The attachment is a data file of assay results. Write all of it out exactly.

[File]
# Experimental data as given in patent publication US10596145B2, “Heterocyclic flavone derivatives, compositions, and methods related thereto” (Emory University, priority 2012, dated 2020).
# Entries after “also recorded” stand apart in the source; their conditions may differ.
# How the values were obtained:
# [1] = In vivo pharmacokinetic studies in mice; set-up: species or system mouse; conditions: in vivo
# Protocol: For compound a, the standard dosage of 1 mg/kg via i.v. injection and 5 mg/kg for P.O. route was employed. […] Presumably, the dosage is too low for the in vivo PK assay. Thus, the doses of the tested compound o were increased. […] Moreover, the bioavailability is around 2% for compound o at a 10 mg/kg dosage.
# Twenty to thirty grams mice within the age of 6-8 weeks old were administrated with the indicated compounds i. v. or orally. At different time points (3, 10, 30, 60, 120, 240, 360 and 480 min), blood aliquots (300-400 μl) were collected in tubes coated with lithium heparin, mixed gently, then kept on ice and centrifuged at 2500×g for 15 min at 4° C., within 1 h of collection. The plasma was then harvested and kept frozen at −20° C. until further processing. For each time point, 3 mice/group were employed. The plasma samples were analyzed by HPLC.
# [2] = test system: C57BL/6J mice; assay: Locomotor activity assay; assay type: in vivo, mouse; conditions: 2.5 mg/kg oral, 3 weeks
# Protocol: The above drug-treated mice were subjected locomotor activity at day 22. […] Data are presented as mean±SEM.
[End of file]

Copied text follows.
# Experimental data as given in patent publication US10596145B2, “Heterocyclic flavone derivatives, compositions, and methods related thereto” (Emory University, priority 2012, dated 2020).
# Entries after “also recorded” stand apart in the source; their conditions may differ.
# How the values were obtained:
# [1] = In vivo pharmacokinetic studies in mice; set-up: species or system mouse; conditions: in vivo
# Protocol: For compound a, the standard dosage of 1 mg/kg via i.v. injection and 5 mg/kg for P.O. route was employed. […] Presumably, the dosage is too low for the in vivo PK assay. Thus, the doses of the tested compound o were increased. […] Moreover, the bioavailability is around 2% for compound o at a 10 mg/kg dosage.
# Twenty to thirty grams mice within the age of 6-8 weeks old were administrated with the indicated compounds i. v. or orally. At different time points (3, 10, 30, 60, 120, 240, 360 and 480 min), blood aliquots (300-400 μl) were collected in tubes coated with lithium heparin, mixed gently, then kept on ice and centrifuged at 2500×g for 15 min at 4° C., within 1 h of collection. The plasma was then harvested and kept frozen at −20° C. until further processing. For each time point, 3 mice/group were employed. The plasma samples were analyzed by HPLC.
# [2] = test system: C57BL/6J mice; assay: Locomotor activity assay; assay type: in vivo, mouse; conditions: 2.5 mg/kg oral, 3 weeks
# Protocol: The above drug-treated mice were subjected locomotor activity at day 22. […] Data are presented as mean±SEM.